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Big gains and bigger ideas one year on from Brightwells merger

Location key to selling the dream of Cheltenham and Ascot winners

Richard Pugh: "The Ascot Breeze-Up Sale, even for a National Hunt man, is the sale I'm relishing most"
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Today's Tattersalls Ireland Cheltenham November Sale marks a year since the company staged a major sale formerly run by Brightwells.

November 2015 was a hectic month for Tattersalls Ireland; the Competition and Markets Authority had given permission for its takeover of Brightwells Bloodstock Sales in mid-October and it was all hands on deck as the first Ascot and Cheltenham sales to be staged under its banner loomed large on a horizon dominated by the behemoth November National Hunt Sale.

Tattersalls Ireland director Richard Pugh, who oversees the Ascot and Cheltenham operation, has had time to reflect on the first year in operation.

“We had a very short lead in time as the Ascot November Sale took place within a month of us getting permission to take over Brightwells,” he says. “We had to set up new offices, integrate the Brightwells team with our own, get a catalogue together and printed, so it was quite intense.

“What we sell is a high-value product and people expect high values in return from us, so at the very least we wanted to add to the work that Brightwells did and build on that.”

With four sales to run last November it was a stressful start for the newly merged company but, looking back on that time, Pugh is happy with how it was handled.

“Given the lead-in time, I would have settled for how things went for us if it was presented to me at the start,” he says. “It was a tough year for everybody involved and I'm very proud of the work done by everyone.”

Considering his background and involvement in point-to-pointing, Pugh produces a surprise answer when asked what he most looks forward to in the future of Tattersalls Ireland Cheltenham and Ascot Sales.

“The Ascot Breeze-Up Sale, even for a National Hunt man, is the sale I’m relishing most,” he remarks. “Our goal last year was to replicate the Brightwells model but over the next year there will be plenty of changes to venues and sales. I think that sale is the one we can bring the most to.”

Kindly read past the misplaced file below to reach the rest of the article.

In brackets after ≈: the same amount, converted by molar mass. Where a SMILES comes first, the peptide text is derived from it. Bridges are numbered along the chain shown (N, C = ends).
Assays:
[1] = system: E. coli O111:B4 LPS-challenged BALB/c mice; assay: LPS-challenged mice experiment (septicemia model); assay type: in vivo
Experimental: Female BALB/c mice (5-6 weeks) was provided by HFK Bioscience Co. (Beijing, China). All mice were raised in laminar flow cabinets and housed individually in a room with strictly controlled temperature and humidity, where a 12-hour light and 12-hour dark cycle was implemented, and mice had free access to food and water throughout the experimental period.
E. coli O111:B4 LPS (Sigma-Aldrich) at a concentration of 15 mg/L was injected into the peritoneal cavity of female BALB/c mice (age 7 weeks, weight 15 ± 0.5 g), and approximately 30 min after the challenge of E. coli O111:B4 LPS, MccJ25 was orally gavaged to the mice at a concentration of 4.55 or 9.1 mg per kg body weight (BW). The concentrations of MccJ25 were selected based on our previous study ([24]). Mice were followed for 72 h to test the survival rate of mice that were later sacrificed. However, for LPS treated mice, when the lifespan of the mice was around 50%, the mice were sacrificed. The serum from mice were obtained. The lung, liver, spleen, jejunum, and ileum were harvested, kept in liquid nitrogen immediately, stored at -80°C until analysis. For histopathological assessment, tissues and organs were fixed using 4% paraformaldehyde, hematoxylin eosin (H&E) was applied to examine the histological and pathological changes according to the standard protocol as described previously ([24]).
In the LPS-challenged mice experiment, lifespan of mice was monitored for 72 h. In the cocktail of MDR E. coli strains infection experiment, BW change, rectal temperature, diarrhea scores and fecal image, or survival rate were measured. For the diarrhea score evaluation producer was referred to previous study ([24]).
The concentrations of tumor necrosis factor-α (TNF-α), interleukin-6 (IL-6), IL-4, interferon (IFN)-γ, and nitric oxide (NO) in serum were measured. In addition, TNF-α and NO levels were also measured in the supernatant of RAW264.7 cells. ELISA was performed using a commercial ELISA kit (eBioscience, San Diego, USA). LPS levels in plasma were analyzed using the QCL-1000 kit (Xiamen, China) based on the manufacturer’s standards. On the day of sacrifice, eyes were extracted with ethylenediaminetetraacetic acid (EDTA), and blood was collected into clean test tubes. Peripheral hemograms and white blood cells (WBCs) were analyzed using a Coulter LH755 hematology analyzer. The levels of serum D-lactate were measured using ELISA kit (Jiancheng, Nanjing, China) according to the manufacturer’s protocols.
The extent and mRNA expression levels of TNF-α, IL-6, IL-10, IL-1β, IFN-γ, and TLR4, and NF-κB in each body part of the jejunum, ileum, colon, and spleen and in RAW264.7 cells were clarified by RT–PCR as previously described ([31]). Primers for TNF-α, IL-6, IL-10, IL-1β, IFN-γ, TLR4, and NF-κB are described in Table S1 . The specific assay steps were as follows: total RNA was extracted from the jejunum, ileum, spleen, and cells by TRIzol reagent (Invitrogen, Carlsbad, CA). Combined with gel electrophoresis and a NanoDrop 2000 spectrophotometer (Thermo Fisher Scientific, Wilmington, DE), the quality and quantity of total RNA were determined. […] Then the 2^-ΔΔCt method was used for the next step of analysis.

Pugh cites an example from 2014 as an illustration of what Tattersalls wants to achieve with the breeze-up. The Wow Signal was sold at the track in April before going on to win the Coventry Stakes two months later at Royal Ascot.

It happens more regularly at Cheltenham, where horses who have been through the ring for the select sales the company runs at the track return to win at the Festival. Moon Racer, for example, went through the Tattersalls Ireland ring as a store and won the €100,000 sales bumper at Fairyhouse before he was sold for £225,000 to David Pipe at Cheltenham in April 2014. He won the Champion Bumper at the Festival the following March.

The idea that you can come to the track and buy a racehorse who can later return there and win at one of the sport’s iconic meetings is what Tattersalls Ireland wants to promote for Ascot’s Breeze-Up Sale.

Pugh explains: “We want to bring that sense of 'this is where you want to be' to the Ascot Sale, so that owners and trainers realise you can buy a two-year-old there and race and win at Royal Ascot. We want more stories like The Wow Signal.”

The convenient location of both Ascot and Cheltenham and the ease with which trainers can get to sales at both venues is another reason for their success, Pugh feels. Ascot is less than half an hour from Heathrow so trainers can supervise first lot at the Curragh, drive to the airport, catch their flight, get to the sales and be home in time for bed again.

Cheltenham also has an ideal location near Bristol and Birmingham airports and sales start time of 12 or 1pm with a finish of 4pm are fixed with convenience in mind.

The success of the sales in such a short period of time is something the company is keen to emphasise.

“We sold 250 lots at Cheltenham last year. At other sales, like the upcoming November Sale, we can sell more than that in a day so it is phenomenal how much Cheltenham has achieved in selling Moon Racer, Minella Rocco, God’s Own, Tiger Roll, Lord Windermere and many more Graded winners besides them without the same level of history that other sales have.”

Of course, it is not all about the six-figure purchases as Pugh is keen to point out. Part of Tattersalls Ireland's vision for Cheltenham sales is to convince owners and trainers that there are less expensive quality lots on offer.

Same Circus won her point-to-point in May and three weeks later she was the first lot through the ring at Cheltenham, selling to Donald McCain and Tom Malone for £10,000. At the start of October, she won her bumper first time out.

Pugh highlights the mare as a sign that more people understand that the boutique sales at Cheltenham are not only for the high-rollers.

“It encourages me a lot to see the diversity of trainers coming to the sale and when you see horses in the £10,000-£40,000 category doing well, it's very rewarding,” Pugh explains. “We cover a vast number of the big owners but we want smaller owners to realise we cater for them too.”

Perhaps those owners and trainers with less deep pockets will be encouraged to play at Cheltenham today.

What we sell is a high-value product and people expect high values in return from us
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